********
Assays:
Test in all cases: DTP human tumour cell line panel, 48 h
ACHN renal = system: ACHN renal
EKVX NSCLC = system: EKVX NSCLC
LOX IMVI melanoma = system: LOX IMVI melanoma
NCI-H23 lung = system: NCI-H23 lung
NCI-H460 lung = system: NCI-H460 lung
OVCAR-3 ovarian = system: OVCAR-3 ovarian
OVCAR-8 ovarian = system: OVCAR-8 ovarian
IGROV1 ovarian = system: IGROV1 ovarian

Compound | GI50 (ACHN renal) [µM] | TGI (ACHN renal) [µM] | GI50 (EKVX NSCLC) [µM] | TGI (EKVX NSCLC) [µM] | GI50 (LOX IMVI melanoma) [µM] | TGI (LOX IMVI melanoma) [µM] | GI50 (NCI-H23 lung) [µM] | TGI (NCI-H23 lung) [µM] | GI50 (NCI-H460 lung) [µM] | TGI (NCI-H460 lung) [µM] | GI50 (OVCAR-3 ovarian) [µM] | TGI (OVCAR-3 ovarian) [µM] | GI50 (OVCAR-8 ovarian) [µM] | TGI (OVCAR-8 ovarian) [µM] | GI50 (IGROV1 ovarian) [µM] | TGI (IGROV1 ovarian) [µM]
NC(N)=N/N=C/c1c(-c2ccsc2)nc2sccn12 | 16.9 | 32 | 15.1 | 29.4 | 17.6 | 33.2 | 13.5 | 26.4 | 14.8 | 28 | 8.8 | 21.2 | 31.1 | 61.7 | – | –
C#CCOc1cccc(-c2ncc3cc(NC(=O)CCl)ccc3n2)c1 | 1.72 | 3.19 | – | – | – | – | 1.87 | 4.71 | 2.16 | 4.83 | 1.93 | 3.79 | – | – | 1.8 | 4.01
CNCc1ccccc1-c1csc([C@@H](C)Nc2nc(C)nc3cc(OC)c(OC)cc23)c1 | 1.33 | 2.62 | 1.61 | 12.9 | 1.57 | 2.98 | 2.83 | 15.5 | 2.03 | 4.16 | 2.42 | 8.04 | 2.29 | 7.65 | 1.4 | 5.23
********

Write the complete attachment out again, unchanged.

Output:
Assays:
Test in all cases: DTP human tumour cell line panel, 48 h
ACHN renal = system: ACHN renal
EKVX NSCLC = system: EKVX NSCLC
LOX IMVI melanoma = system: LOX IMVI melanoma
NCI-H23 lung = system: NCI-H23 lung
NCI-H460 lung = system: NCI-H460 lung
OVCAR-3 ovarian = system: OVCAR-3 ovarian
OVCAR-8 ovarian = system: OVCAR-8 ovarian
IGROV1 ovarian = system: IGROV1 ovarian

Compound | GI50 (ACHN renal) [µM] | TGI (ACHN renal) [µM] | GI50 (EKVX NSCLC) [µM] | TGI (EKVX NSCLC) [µM] | GI50 (LOX IMVI melanoma) [µM] | TGI (LOX IMVI melanoma) [µM] | GI50 (NCI-H23 lung) [µM] | TGI (NCI-H23 lung) [µM] | GI50 (NCI-H460 lung) [µM] | TGI (NCI-H460 lung) [µM] | GI50 (OVCAR-3 ovarian) [µM] | TGI (OVCAR-3 ovarian) [µM] | GI50 (OVCAR-8 ovarian) [µM] | TGI (OVCAR-8 ovarian) [µM] | GI50 (IGROV1 ovarian) [µM] | TGI (IGROV1 ovarian) [µM]
NC(N)=N/N=C/c1c(-c2ccsc2)nc2sccn12 | 16.9 | 32 | 15.1 | 29.4 | 17.6 | 33.2 | 13.5 | 26.4 | 14.8 | 28 | 8.8 | 21.2 | 31.1 | 61.7 | – | –
C#CCOc1cccc(-c2ncc3cc(NC(=O)CCl)ccc3n2)c1 | 1.72 | 3.19 | – | – | – | – | 1.87 | 4.71 | 2.16 | 4.83 | 1.93 | 3.79 | – | – | 1.8 | 4.01
CNCc1ccccc1-c1csc([C@@H](C)Nc2nc(C)nc3cc(OC)c(OC)cc23)c1 | 1.33 | 2.62 | 1.61 | 12.9 | 1.57 | 2.98 | 2.83 | 15.5 | 2.03 | 4.16 | 2.42 | 8.04 | 2.29 | 7.65 | 1.4 | 5.23